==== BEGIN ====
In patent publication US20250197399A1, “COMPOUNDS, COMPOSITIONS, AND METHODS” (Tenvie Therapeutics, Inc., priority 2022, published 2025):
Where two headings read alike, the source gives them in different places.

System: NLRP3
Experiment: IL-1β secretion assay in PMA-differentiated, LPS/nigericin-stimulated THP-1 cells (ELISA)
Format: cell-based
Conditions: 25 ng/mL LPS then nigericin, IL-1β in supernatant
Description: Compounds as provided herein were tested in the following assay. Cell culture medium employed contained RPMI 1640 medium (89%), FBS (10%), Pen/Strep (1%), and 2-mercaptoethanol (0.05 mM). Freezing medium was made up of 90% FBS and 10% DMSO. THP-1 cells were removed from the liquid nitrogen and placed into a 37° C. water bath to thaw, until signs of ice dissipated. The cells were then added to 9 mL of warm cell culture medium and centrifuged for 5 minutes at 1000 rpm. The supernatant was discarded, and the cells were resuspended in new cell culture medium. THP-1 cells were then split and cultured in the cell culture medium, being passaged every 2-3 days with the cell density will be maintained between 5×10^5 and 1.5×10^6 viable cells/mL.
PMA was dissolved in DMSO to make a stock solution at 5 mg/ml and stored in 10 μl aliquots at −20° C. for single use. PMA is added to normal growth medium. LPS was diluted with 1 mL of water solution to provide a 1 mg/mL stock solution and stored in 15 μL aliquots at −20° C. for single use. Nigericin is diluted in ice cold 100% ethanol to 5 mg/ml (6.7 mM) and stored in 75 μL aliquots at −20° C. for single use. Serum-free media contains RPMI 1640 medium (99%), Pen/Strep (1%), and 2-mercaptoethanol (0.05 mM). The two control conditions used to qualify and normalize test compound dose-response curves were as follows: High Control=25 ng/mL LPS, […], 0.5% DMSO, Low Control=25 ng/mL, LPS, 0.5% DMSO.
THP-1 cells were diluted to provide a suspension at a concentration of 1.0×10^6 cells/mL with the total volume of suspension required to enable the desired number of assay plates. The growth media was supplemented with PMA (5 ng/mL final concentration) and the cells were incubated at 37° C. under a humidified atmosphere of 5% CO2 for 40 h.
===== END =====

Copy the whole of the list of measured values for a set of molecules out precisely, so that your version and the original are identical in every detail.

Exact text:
In patent publication US20250197399A1, “COMPOUNDS, COMPOSITIONS, AND METHODS” (Tenvie Therapeutics, Inc., priority 2022, published 2025):
Where two headings read alike, the source gives them in different places.

System: NLRP3
Experiment: IL-1β secretion assay in PMA-differentiated, LPS/nigericin-stimulated THP-1 cells (ELISA)
Format: cell-based
Conditions: 25 ng/mL LPS then nigericin, IL-1β in supernatant
Description: Compounds as provided herein were tested in the following assay. Cell culture medium employed contained RPMI 1640 medium (89%), FBS (10%), Pen/Strep (1%), and 2-mercaptoethanol (0.05 mM). Freezing medium was made up of 90% FBS and 10% DMSO. THP-1 cells were removed from the liquid nitrogen and placed into a 37° C. water bath to thaw, until signs of ice dissipated. The cells were then added to 9 mL of warm cell culture medium and centrifuged for 5 minutes at 1000 rpm. The supernatant was discarded, and the cells were resuspended in new cell culture medium. THP-1 cells were then split and cultured in the cell culture medium, being passaged every 2-3 days with the cell density will be maintained between 5×10^5 and 1.5×10^6 viable cells/mL.
PMA was dissolved in DMSO to make a stock solution at 5 mg/ml and stored in 10 μl aliquots at −20° C. for single use. PMA is added to normal growth medium. LPS was diluted with 1 mL of water solution to provide a 1 mg/mL stock solution and stored in 15 μL aliquots at −20° C. for single use. Nigericin is diluted in ice cold 100% ethanol to 5 mg/ml (6.7 mM) and stored in 75 μL aliquots at −20° C. for single use. Serum-free media contains RPMI 1640 medium (99%), Pen/Strep (1%), and 2-mercaptoethanol (0.05 mM). The two control conditions used to qualify and normalize test compound dose-response curves were as follows: High Control=25 ng/mL LPS, […], 0.5% DMSO, Low Control=25 ng/mL, LPS, 0.5% DMSO.
THP-1 cells were diluted to provide a suspension at a concentration of 1.0×10^6 cells/mL with the total volume of suspension required to enable the desired number of assay plates. The growth media was supplemented with PMA (5 ng/mL final concentration) and the cells were incubated at 37° C. under a humidified atmosphere of 5% CO2 for 40 h.